W&V has an article on dry farming of vineyards that reminds me that innovation and research can take many forms. Once upon a time most quality vineyards were dry farmed (farmed without artificial irrigation), but as irrigation technology improved the focus turned to scientific irrigation practices. I guess the idea is that because technology allows a winegrower to carefully control water availability then this must be the right thing to do. The people who make Mollydooker, the big-boned Australian wines with the huge Parker numbers, attribute their success to the trade-marked Marquis Vineyard Watering Programme, for example.

But John Williams, whose Frog's Leap wines are also recognized for quality, has taken a different approach, going back to dry farming. He manages the vineyard soil (see photo above) so that it retains moisture effectively and encourages the sort of deep vine growth that gives character to the finished product. The W&V article explains ...

Williams pointed out that a vine grown on drip irrigation is essentially a potted plant sitting in the middle of a field, with moisture and nutrients delivered through the drip system. He believes that is a problem. "What kind of flavor do you get from a hydroponic-grown tomato? Very little. Same thing with a grapevine. When the winemaker comes out to taste the berry at 22° or 23° Brix, the flavor isn't there. So the decision is made to leave it on the vine a little longer, more hang time until it reaches physiological ripeness at 26° or 27° or even 28° Brix. You still aren't getting a lot of flavor, so you have to start manipulating the wine--micro-oxygenation and lots of oak--to try and get it to taste mature. And you end up with high-alcohol wines."

He added, "If we talk about when wine went from its historic place as a mealtime beverage that deeply reflects the soil and climate from whence it comes to killer, jammy monsters that advertise that they will 'melt your panties,' I think you will come to the same conclusion that we did 18 years ago: that the real wines are made by deeply connecting them to their soils and that dry farming is fundamental to that."
John Williams' statements suggests that dry farming, where it is practical, might solve the alcohol problem and yield other benefits at the same time. This suggests to me that, while research tends to focus on winemaking as a science (hence the search for high tech solutions), we need to remember that wine is made in the vineyard and the craft of winegrowing can yield answers, too.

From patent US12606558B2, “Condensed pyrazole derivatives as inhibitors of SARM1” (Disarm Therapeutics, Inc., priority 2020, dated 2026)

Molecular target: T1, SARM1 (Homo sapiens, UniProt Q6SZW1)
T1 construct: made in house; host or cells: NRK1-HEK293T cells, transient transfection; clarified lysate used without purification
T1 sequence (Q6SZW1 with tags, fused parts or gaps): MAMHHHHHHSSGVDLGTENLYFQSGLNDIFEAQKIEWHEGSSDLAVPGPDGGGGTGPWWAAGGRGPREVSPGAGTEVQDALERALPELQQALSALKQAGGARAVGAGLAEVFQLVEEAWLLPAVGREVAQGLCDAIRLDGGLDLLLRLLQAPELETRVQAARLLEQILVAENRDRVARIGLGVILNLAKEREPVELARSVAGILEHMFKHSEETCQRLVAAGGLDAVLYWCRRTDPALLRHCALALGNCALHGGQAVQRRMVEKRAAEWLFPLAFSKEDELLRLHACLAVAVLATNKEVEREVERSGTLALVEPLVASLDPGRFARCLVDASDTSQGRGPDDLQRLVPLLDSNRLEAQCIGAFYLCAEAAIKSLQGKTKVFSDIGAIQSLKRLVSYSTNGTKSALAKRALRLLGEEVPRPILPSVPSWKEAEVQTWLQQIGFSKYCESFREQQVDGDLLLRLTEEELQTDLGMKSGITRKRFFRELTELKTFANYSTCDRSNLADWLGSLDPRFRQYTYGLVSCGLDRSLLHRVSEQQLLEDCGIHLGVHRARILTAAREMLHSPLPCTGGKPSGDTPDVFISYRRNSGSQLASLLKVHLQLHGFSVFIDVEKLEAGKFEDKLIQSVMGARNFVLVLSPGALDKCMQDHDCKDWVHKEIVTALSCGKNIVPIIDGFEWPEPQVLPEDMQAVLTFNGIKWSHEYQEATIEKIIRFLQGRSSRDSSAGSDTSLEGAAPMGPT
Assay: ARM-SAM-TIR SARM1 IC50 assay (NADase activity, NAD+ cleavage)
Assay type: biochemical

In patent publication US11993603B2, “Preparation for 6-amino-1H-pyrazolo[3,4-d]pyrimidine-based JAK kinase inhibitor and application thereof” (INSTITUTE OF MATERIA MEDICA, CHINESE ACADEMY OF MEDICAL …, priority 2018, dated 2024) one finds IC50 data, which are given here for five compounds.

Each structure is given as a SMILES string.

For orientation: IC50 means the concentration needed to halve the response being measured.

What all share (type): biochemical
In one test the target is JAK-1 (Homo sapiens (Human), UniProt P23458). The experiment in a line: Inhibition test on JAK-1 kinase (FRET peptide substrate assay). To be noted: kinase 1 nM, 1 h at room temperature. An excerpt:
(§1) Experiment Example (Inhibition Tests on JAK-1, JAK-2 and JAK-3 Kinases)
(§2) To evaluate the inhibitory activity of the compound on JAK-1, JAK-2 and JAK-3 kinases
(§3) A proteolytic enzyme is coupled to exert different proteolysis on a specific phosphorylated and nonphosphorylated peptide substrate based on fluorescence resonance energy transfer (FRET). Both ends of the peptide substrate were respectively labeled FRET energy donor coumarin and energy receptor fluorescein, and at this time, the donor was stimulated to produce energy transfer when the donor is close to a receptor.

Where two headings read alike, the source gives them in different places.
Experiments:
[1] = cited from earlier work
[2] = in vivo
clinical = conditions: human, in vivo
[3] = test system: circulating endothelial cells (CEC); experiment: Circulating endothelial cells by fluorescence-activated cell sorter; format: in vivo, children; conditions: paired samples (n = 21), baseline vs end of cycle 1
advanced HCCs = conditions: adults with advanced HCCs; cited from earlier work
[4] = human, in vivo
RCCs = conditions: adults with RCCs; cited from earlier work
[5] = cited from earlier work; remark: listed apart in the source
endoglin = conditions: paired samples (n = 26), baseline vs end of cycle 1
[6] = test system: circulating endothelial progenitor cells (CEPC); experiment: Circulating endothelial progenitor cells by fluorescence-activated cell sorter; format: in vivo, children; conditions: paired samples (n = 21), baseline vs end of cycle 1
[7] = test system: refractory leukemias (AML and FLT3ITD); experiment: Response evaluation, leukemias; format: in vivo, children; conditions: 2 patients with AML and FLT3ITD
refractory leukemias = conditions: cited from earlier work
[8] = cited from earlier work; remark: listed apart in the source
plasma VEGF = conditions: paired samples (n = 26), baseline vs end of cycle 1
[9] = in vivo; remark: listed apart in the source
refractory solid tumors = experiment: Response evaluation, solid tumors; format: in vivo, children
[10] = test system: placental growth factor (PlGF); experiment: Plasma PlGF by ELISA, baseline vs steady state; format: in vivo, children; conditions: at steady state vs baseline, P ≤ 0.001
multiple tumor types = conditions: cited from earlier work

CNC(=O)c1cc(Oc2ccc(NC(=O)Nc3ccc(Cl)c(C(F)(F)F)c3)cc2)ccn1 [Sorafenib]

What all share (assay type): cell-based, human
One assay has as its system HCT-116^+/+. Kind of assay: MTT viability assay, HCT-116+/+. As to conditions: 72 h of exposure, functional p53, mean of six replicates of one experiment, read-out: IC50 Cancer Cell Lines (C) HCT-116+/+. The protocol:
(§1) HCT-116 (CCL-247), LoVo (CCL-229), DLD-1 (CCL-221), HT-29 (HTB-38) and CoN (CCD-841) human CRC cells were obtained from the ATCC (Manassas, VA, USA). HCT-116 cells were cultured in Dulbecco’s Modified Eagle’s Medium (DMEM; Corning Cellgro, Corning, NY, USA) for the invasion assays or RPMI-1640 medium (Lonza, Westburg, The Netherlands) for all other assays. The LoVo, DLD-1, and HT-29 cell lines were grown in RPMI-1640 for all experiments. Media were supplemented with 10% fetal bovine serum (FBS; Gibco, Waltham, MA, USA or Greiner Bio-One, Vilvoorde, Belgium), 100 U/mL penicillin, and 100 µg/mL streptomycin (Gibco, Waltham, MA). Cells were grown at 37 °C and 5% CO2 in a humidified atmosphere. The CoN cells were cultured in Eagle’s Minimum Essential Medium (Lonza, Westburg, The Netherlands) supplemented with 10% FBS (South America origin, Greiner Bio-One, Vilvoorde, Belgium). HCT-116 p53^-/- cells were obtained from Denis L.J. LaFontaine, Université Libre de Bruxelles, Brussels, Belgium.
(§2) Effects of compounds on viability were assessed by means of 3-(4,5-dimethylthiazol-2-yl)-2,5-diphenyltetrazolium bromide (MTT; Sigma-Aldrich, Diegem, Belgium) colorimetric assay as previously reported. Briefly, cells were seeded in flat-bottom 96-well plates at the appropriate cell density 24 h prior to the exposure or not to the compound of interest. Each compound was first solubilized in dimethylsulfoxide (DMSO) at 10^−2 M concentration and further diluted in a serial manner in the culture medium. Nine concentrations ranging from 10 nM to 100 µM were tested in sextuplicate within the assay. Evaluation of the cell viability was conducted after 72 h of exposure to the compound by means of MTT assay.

Innovation -- doing new things -- is one answer to rapid change, but doing the old things more effectively sometimes works even better. Kinda makes you rethink the question of a wine research gap.

Wednesday, December 5, 2007

Message in a Bottle? The 2007 Wine Star Awards

Wine Enthusiast has announced the winners of their 2007 Wine Star Awards and I find the selections pretty interesting. Usually wine magazine awards go to famous winemakers like Robert Mondavi or Paul Draper the "philosopher/winemaker" at Ridge. But Wine Enthusiast positions itself as more of an industry publication than an enthusiast mag, so these awards are a bit different -- they honor exceptional achievement in an increasingly complex global wine market and send a message to those who pay attention about how the global market is evolving.

The top award -- Man of the Year (yes, they really call it
man of the year) -- goes to Ray Chadwick, who is not a household name unless your house is pretty deeply involved in the wine business. Chadwick has an MBA from the University of Chicago instead of a oenology degree from Davis. He runs the Chateau & Estate group of Diageo, one of the world's largest drinks companies. His achievement was to build a successful global brand portfolio of premium wines. The citation for the award says in part

Chadwick has overseen tremendous growth at DC&E, launching new brands from California, Australia, New Zealand and France, growing its wine portfolio from three brands to 21, and focusing on premium wines. DC&E’s strong California portfolio includes Beaulieu Vineyard, Sterling Vineyards, Acacia and Chalone. In the last year, it launched Newharbor (NZ), B&G Bistro (France), Beauzeaux (CA) and A by Acacia (CA). Under Ray’s leadership, DC&E began fiscal 2007 as the No. 4 premium wine company in the United States (8.7% market share), and finished the year at No. 3, with a 9% market share. With sales of 5 million cases a year, at a retail value of $1 billion, DC&E is one of the 10 biggest U.S. wine companies. But beyond the astonishing numbers, Chadwick has helped build an engaged and dedicated team. As an insightful strategist and superb administrator, he has repeatedly met and mastered an enormous challenge: to bring together different corporate cultures, successfully merging Diageo, Seagram’s, and finally Chalone, providing a collaborative and winning environment.